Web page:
I made it to the start of the Ocean Drive Marathon, patched up with kinesiotape, with GU in my pockets and smeared with Vaseline. Super runner and running buddy Marc had emailed me that I'd have an awesome race if I didn't worry much about having an awesome race. That made a lot of sense. I figured I would treat this like a nice long run by the shore. I would run as long as I could, walk if I had to, and quit if I couldn't handle it any longer. I would not put pressure on myself. Forget BQs. I will not go into detail, because I'm sure no one but moi is interested in the gory detail. Here's the summary: The first mile was great...7:05 pace. The twinges in the knee and ankle started at Mile 2. The muscles and tendons tightened, despite my intense focus on trying to keep them loose. But the pain was manageable, when I slowed down considerably. I stopped looking at my watch and just focused on how the body felt. It was a long, dreary race, with no crowd support. Just friendly volunteers at aid stations and loyal hubby who managed to meet me 3 times along the course, as well as at the finish. There was a bit of a headwind, which felt like a hurricane at the time. I hit a few walls, zoned out a little, got passed and passed people, and ran some of the longest miles of my life. Somewhere between Mile 20 and the finish, I noticed that the pain in my knee had traveled to the hip/groin area. Whatever. Every part of me was screaming at this point. When I finally got to the FINISH (yup, I finished), my watch had died, so I had to rely on the official clock...3 hours 17 minutes and 56 seconds, it said. Third woman overall, which is not anything to brag about. There were about 3 women who ran the race...well, there actually were a few more, but this was a tiny race, as marathons go.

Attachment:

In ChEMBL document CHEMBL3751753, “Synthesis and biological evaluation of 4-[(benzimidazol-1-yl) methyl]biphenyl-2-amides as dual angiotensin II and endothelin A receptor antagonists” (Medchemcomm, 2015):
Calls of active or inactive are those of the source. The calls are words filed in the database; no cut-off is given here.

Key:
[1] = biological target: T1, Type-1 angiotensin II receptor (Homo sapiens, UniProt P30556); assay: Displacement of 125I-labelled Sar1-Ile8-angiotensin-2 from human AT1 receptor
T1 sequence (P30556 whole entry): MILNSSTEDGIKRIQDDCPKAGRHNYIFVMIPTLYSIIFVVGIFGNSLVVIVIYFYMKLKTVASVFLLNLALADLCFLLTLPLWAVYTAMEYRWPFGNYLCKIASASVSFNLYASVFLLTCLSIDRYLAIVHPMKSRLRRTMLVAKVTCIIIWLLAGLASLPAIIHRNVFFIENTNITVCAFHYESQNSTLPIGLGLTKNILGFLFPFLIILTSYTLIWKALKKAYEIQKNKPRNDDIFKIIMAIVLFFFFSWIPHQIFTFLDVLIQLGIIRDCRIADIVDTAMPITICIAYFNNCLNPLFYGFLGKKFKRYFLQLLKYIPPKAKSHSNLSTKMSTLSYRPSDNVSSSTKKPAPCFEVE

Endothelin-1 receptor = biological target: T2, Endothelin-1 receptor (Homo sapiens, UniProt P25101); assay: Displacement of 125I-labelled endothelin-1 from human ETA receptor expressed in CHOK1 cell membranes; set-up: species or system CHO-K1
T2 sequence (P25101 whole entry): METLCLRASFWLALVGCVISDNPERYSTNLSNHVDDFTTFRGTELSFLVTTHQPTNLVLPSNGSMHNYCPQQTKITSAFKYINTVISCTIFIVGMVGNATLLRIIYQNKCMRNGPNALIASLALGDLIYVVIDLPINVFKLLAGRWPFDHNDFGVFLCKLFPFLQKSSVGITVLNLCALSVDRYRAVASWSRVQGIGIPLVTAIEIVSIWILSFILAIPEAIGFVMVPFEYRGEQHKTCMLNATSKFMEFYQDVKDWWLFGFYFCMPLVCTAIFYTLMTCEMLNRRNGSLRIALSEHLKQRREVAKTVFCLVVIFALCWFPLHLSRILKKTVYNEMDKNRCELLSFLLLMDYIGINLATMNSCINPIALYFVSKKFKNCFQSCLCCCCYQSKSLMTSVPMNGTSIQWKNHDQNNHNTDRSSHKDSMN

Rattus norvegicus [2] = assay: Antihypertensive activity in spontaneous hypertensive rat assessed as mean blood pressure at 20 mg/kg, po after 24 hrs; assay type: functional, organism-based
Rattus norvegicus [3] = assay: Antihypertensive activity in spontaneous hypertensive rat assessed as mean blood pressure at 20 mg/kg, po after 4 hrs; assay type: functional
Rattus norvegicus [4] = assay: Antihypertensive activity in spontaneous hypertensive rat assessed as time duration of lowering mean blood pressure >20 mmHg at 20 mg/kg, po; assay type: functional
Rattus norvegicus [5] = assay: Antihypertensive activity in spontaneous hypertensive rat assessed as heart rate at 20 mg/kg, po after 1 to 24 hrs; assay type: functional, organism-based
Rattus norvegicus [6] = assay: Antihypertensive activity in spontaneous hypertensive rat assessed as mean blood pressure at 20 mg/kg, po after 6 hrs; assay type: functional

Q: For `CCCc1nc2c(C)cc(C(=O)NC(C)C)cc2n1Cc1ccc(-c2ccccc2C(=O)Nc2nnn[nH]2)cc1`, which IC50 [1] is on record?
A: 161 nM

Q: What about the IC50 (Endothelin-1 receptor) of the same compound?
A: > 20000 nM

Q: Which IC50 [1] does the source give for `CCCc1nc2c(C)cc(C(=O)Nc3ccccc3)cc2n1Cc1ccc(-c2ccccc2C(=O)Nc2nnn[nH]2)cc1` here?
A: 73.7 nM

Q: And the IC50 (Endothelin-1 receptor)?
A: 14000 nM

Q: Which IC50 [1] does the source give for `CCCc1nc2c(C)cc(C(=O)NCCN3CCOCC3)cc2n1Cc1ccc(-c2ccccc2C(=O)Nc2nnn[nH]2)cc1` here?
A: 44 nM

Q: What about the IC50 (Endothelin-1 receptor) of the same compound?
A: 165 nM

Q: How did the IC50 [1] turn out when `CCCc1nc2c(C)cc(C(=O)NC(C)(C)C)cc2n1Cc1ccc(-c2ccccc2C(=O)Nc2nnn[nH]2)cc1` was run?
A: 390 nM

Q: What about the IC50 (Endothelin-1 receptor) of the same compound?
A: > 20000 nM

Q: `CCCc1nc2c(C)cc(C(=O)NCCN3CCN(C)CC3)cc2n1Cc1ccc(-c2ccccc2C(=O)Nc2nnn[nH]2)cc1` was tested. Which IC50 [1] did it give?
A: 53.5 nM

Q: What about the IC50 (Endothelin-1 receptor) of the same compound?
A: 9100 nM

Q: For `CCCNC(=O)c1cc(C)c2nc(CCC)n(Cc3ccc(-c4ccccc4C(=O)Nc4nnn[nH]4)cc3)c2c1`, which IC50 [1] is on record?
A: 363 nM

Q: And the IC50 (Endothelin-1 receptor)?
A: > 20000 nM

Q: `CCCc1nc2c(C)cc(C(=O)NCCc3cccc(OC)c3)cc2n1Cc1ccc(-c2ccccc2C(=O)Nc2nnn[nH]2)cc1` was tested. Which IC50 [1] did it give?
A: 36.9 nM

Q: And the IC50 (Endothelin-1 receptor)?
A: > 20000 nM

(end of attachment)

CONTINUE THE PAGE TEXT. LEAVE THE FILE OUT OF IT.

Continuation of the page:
Have I overcome my fear of injury? The answer would be a big NO. For a Iittle while, I allowed myself to luxuriate in the feeling that I had FINALLY qualified for the Boston Marathon. It's a goal realized, and it taught me a lot of lessons about patience and focus along the way. I made mistakes and hopefully, will do things differently next time around. I still am nursing a pain in the butt and a strained hip flexor (and will be for a while), as a reminder of the mistakes I made. As Master Po (and more recently Marc) said, "Patience, grasshopper". And as David Stretanski, Chi running instructor said, "Any event result is temporary, but the skills you take forward with you."                  


Mahesha Chayapathi said...

Congratulations Kavitha. That's a big milestone. I'm sure you are gonna rock Boston next year. That must be a big relief considering you were pursuing this goal for 5 years. Finishing third and saying its nothing to brag about.. LOL... You are very humble.. I can't even imagine what running at those speeds feels like :) .
Stay healthy & Good luck.

I Run for Fun said...

Thank you for the encouragement, Mahesha. Good luck to you as well.

Joshi Thomas said...

Congrats. Great achievement.